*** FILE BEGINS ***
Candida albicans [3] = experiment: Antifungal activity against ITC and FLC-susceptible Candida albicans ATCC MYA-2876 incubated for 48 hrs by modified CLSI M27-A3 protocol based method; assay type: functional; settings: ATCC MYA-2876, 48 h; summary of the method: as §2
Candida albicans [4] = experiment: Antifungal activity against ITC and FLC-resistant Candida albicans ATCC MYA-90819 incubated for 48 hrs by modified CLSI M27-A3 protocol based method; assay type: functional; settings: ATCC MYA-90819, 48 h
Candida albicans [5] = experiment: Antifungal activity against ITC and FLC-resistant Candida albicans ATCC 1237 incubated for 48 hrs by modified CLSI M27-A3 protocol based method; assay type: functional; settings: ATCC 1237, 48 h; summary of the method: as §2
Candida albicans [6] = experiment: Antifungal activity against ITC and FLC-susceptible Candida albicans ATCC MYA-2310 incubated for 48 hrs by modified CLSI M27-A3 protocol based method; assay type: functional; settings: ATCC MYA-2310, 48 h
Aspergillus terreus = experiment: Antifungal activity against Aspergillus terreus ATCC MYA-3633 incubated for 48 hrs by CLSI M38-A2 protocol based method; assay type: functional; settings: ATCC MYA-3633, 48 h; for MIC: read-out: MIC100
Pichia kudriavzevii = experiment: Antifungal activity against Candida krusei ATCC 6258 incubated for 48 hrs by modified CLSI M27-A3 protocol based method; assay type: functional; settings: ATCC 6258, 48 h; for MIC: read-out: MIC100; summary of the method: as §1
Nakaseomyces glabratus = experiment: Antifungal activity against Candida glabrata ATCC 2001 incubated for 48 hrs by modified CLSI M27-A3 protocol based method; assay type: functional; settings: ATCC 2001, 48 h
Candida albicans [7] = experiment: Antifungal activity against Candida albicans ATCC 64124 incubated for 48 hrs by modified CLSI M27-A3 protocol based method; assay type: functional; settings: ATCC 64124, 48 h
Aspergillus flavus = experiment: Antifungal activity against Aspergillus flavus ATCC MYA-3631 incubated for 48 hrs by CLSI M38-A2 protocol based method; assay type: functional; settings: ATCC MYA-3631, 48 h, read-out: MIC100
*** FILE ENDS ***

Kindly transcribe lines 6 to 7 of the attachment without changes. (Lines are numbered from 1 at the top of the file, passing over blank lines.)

Pichia kudriavzevii = experiment: Antifungal activity against Candida krusei ATCC 6258 incubated for 48 hrs by modified CLSI M27-A3 protocol based method; assay type: functional; settings: ATCC 6258, 48 h; for MIC: read-out: MIC100; summary of the method: as §1
Nakaseomyces glabratus = experiment: Antifungal activity against Candida glabrata ATCC 2001 incubated for 48 hrs by modified CLSI M27-A3 protocol based method; assay type: functional; settings: ATCC 2001, 48 h